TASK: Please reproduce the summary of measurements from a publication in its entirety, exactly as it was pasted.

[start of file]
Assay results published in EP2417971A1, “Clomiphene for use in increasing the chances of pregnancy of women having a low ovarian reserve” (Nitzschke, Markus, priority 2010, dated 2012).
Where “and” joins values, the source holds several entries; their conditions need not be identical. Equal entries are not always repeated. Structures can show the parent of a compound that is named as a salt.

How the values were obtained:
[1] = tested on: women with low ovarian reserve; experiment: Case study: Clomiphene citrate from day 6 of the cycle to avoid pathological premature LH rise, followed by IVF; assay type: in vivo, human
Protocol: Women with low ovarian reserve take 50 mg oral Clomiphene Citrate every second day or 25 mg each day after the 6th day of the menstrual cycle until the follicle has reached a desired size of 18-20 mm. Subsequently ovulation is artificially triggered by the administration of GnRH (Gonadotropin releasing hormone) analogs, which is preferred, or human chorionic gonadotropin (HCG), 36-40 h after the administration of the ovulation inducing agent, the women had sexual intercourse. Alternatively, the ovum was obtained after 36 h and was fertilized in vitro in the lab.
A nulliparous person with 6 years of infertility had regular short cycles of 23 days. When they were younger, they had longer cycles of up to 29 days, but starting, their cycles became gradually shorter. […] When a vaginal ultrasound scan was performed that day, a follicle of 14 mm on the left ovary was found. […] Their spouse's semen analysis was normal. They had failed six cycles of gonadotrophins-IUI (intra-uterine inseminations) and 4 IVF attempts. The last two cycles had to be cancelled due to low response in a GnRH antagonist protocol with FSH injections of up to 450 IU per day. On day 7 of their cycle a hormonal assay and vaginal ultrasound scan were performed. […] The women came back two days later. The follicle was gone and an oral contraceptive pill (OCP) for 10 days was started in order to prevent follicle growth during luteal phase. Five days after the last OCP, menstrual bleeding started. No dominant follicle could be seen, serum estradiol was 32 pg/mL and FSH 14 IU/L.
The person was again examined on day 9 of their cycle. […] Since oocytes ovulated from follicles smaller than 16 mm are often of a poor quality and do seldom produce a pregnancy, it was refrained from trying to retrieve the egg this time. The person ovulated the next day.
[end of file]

Assay results published in EP2417971A1, “Clomiphene for use in increasing the chances of pregnancy of women having a low ovarian reserve” (Nitzschke, Markus, priority 2010, dated 2012).
Where “and” joins values, the source holds several entries; their conditions need not be identical. Equal entries are not always repeated. Structures can show the parent of a compound that is named as a salt.

How the values were obtained:
[1] = tested on: women with low ovarian reserve; experiment: Case study: Clomiphene citrate from day 6 of the cycle to avoid pathological premature LH rise, followed by IVF; assay type: in vivo, human
Protocol: Women with low ovarian reserve take 50 mg oral Clomiphene Citrate every second day or 25 mg each day after the 6th day of the menstrual cycle until the follicle has reached a desired size of 18-20 mm. Subsequently ovulation is artificially triggered by the administration of GnRH (Gonadotropin releasing hormone) analogs, which is preferred, or human chorionic gonadotropin (HCG), 36-40 h after the administration of the ovulation inducing agent, the women had sexual intercourse. Alternatively, the ovum was obtained after 36 h and was fertilized in vitro in the lab.
A nulliparous person with 6 years of infertility had regular short cycles of 23 days. When they were younger, they had longer cycles of up to 29 days, but starting, their cycles became gradually shorter. […] When a vaginal ultrasound scan was performed that day, a follicle of 14 mm on the left ovary was found. […] Their spouse's semen analysis was normal. They had failed six cycles of gonadotrophins-IUI (intra-uterine inseminations) and 4 IVF attempts. The last two cycles had to be cancelled due to low response in a GnRH antagonist protocol with FSH injections of up to 450 IU per day. On day 7 of their cycle a hormonal assay and vaginal ultrasound scan were performed. […] The women came back two days later. The follicle was gone and an oral contraceptive pill (OCP) for 10 days was started in order to prevent follicle growth during luteal phase. Five days after the last OCP, menstrual bleeding started. No dominant follicle could be seen, serum estradiol was 32 pg/mL and FSH 14 IU/L.
The person was again examined on day 9 of their cycle. […] Since oocytes ovulated from follicles smaller than 16 mm are often of a poor quality and do seldom produce a pregnancy, it was refrained from trying to retrieve the egg this time. The person ovulated the next day.